The Ministry of Finance yesterday maintained a cautious attitude toward national tax revenue this year, after the latest data showed tax revenue contracted by 1.3 percent year-on-year in the first half of this year.
The nation’s tax revenue totaled NT$1.0313 trillion (US$34.28 billion) in the first six months, down NT$14.1 billion from a year earlier, with revenue for last month dropping by 5.2 percent year-on-year to NT$324.5 billion, the ministry said.
“There exists a discrepancy between the actual numbers and the government’s target,” deputy director of the ministry’s statistics department Hsu Ray-lin (許瑞琳) told a press conference.
The ministry has targeted collecting up to NT$1.8637 trillion in taxes this year, up 3.7 percent — or NT$67 billion — from the NT$1.7967 trillion collected last year.
Hsu attributed the lower-than-expected revenue in the first six months to lower contributions from the business sector, reflecting last year’s sluggish economic sentiment.
Income tax revenues from businesses fell by 8.3 percent from a year ago to NT$214.9 billion in the first six months, mainly on the impact of weak corporate profitability last year, the report said.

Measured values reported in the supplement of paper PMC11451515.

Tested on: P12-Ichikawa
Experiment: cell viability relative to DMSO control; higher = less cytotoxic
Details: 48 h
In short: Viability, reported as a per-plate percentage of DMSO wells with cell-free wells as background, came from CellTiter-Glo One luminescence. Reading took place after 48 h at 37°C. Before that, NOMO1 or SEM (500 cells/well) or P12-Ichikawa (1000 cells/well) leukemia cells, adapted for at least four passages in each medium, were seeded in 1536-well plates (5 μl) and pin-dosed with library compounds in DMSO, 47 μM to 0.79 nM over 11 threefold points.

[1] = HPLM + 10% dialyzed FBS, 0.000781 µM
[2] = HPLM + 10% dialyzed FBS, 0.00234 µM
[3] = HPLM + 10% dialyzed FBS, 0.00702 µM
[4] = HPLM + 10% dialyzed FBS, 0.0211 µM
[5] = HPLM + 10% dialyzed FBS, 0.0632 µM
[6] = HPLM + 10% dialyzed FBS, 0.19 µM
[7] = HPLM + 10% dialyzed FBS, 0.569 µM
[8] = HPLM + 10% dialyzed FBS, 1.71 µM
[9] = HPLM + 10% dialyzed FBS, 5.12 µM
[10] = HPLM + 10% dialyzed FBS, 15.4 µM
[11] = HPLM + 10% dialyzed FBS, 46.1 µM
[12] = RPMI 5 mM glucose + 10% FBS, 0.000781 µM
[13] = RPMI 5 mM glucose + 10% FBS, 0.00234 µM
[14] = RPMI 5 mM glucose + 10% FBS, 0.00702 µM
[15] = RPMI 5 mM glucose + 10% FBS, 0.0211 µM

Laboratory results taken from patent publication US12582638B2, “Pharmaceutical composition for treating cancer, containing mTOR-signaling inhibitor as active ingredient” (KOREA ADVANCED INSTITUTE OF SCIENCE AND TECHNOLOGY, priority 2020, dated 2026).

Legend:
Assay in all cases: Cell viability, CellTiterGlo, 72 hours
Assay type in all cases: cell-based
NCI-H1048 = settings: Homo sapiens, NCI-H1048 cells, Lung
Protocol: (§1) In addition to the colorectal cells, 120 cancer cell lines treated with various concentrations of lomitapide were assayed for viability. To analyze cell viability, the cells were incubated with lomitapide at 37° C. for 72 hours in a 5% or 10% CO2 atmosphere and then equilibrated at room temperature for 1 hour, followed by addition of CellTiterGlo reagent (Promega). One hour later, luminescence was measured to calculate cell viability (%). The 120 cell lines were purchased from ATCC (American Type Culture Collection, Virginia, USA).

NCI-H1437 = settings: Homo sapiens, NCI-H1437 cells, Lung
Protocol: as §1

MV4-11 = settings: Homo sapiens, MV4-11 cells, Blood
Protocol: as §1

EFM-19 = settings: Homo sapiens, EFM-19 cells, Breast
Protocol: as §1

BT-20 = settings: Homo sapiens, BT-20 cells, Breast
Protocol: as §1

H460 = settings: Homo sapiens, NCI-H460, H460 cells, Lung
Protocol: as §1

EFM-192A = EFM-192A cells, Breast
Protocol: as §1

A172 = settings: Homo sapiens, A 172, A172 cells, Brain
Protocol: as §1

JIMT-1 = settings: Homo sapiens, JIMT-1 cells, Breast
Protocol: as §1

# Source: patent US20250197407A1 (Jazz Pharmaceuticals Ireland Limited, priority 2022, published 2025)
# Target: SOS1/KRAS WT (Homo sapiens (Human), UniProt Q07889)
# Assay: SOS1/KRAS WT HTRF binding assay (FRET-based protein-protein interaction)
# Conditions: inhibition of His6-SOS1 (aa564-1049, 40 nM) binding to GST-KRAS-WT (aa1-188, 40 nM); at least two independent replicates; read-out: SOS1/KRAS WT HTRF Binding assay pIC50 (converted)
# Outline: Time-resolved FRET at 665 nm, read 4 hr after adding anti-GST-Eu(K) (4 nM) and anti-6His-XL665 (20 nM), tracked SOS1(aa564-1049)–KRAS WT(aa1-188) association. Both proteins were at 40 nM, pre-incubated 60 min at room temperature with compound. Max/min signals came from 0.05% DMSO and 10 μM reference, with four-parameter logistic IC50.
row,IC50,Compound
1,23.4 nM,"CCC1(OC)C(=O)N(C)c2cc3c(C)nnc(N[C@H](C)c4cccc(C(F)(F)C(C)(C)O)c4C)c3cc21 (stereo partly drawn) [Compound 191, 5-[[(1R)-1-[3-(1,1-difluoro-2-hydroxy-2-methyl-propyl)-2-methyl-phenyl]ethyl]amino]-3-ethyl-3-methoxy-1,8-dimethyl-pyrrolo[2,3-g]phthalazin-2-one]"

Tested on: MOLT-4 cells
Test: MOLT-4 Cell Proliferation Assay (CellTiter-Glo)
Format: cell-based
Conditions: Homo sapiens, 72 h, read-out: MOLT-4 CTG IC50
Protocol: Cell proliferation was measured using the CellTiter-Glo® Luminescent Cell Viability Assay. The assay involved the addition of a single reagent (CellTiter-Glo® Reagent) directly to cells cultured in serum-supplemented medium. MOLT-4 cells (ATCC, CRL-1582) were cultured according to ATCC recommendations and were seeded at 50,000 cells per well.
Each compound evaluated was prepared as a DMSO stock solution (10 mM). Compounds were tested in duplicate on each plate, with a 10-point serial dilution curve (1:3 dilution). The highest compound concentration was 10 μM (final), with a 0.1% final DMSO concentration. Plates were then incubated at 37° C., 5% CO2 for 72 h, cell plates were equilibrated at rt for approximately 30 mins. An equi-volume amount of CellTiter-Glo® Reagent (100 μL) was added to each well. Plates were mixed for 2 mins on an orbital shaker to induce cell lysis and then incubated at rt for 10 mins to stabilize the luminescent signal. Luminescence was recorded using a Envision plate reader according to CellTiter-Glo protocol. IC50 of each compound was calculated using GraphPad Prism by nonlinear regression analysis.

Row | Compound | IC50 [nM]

The same factor also dragged down cash dividends issued by companies listed in Taiwan, which further affected revenue from consolidated income tax.
The ministry’s data showed cash dividends distributed by all listed companies in Taiwan last year declined by NT$200 billion from 2011, which could drag down consolidated income tax revenue for this year by more than NT$60 billion.
The tail-off caused revenue from consolidated income tax in the first six months to drop 0.7 percent to NT$272.9 billion from a year earlier, the ministry said, adding that the government could also face challenges to meet its revenue targets for business income tax, securities transaction tax and commodity tax this year.
However, revenue from land incremental value tax totaled NT$50.4 billion in the first six months, up 28.5 percent from a year earlier, marking the highest level since 1998, data from the ministry showed.
Revenue from the special sales levy, also known as the luxury tax, rose by 10.5 percent from the previous year to NT$2.2 billion during the six-month period, the data showed.